What was your role in this project?

I was a leader of it, the principal investigator. I started the project and phoned everybody.

Could you tell us what Health Ambassadors project was exactly about?

It was a try to put together key persons in the communities of migrants. People that are important and known in all groups. There is always one person that everybody knows, and everybody relates to that person. That person gives the other people necessary information so they could spread information to their communities. But it was also about asking them what the problems are so that the municipality and the doctors could give the right answers.

To start from this personal level that you talked about during the lecture?

Yeah. And communication. The other projects, what they have done, is like what I just did with you. You come to a room and I teach and that’s it. But in that way, I don’t listen what are their problems. So there were smaller groups and a dialogue.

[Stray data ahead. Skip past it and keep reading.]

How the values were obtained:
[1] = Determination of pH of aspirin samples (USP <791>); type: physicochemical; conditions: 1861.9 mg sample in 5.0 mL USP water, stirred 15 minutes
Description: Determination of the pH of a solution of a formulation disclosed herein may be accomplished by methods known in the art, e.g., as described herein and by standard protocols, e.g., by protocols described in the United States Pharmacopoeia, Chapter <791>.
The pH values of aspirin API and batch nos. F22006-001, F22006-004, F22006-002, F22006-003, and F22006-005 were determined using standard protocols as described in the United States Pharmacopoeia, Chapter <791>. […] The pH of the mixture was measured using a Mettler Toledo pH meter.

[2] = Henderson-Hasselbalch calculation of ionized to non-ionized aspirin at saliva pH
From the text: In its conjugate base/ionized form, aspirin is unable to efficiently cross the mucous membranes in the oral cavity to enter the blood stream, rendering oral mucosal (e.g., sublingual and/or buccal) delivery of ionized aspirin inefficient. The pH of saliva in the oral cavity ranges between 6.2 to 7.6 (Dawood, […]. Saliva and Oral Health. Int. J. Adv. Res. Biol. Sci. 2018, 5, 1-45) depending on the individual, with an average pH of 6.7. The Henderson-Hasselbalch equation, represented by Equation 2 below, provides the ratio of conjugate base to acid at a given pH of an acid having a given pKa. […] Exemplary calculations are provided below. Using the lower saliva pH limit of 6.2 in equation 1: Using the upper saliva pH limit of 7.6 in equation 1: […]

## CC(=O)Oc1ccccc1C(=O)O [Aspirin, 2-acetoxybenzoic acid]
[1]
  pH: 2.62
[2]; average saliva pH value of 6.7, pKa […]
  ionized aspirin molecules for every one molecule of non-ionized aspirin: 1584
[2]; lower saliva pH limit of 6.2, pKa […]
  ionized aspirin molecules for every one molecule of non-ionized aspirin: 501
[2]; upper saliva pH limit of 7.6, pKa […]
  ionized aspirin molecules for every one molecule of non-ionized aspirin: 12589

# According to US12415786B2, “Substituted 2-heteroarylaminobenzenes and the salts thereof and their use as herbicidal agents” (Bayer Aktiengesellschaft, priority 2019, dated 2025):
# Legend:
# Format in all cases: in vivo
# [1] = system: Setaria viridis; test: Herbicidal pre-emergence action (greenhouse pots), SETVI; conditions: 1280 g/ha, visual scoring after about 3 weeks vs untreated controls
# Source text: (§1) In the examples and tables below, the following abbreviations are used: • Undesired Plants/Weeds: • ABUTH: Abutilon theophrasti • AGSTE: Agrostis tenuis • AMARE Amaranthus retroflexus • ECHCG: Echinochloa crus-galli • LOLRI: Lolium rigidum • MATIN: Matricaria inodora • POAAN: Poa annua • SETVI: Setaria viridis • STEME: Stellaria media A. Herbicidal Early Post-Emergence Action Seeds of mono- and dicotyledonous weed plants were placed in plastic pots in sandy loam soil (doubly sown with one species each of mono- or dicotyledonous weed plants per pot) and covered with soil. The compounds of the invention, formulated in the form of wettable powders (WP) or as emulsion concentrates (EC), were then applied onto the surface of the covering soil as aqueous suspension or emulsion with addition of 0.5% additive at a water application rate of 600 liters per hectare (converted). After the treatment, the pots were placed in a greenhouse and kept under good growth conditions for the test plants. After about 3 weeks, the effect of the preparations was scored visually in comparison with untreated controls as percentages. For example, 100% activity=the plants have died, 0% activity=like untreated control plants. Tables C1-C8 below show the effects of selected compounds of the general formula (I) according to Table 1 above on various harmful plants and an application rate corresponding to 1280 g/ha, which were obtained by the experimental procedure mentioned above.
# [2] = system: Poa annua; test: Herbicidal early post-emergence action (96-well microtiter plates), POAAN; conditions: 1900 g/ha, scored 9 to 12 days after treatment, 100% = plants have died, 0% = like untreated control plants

And what are the conclusions from this project? Was it successful or you wanted to achieve more?

I think it was successful. There were people who got correct information. There were people who chose after getting the information that they wanted to get vaccinated. Then municipality was more flexible to get people to get vaccinated without appointments. They could just go, for instance. So it worked. It was not perfect, but it worked, and I think it has been a very good start to have this dialogue about the issues that we have now to keep the dialogue for other things. Because there are many other things in health issues that must be understood.

What would you want to achieve with the project that is currently being implemented in Tricity with Dr Elżbieta Czapka as the leader?